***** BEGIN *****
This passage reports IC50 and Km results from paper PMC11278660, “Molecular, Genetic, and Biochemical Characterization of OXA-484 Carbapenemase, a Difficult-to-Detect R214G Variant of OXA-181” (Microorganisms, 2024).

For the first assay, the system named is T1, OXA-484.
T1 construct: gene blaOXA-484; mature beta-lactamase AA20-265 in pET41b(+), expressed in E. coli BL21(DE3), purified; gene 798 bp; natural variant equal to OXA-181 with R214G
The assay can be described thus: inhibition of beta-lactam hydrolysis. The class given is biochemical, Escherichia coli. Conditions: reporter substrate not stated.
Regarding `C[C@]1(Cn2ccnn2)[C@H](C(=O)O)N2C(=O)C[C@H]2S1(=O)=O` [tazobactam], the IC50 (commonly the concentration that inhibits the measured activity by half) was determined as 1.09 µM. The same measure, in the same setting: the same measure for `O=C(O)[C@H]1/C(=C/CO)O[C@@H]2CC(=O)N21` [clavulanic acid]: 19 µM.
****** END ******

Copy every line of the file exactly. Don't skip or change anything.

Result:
This passage reports IC50 and Km results from paper PMC11278660, “Molecular, Genetic, and Biochemical Characterization of OXA-484 Carbapenemase, a Difficult-to-Detect R214G Variant of OXA-181” (Microorganisms, 2024).

For the first assay, the system named is T1, OXA-484.
T1 construct: gene blaOXA-484; mature beta-lactamase AA20-265 in pET41b(+), expressed in E. coli BL21(DE3), purified; gene 798 bp; natural variant equal to OXA-181 with R214G
The assay can be described thus: inhibition of beta-lactam hydrolysis. The class given is biochemical, Escherichia coli. Conditions: reporter substrate not stated.
Regarding `C[C@]1(Cn2ccnn2)[C@H](C(=O)O)N2C(=O)C[C@H]2S1(=O)=O` [tazobactam], the IC50 (commonly the concentration that inhibits the measured activity by half) was determined as 1.09 µM. The same measure, in the same setting: the same measure for `O=C(O)[C@H]1/C(=C/CO)O[C@@H]2CC(=O)N21` [clavulanic acid]: 19 µM.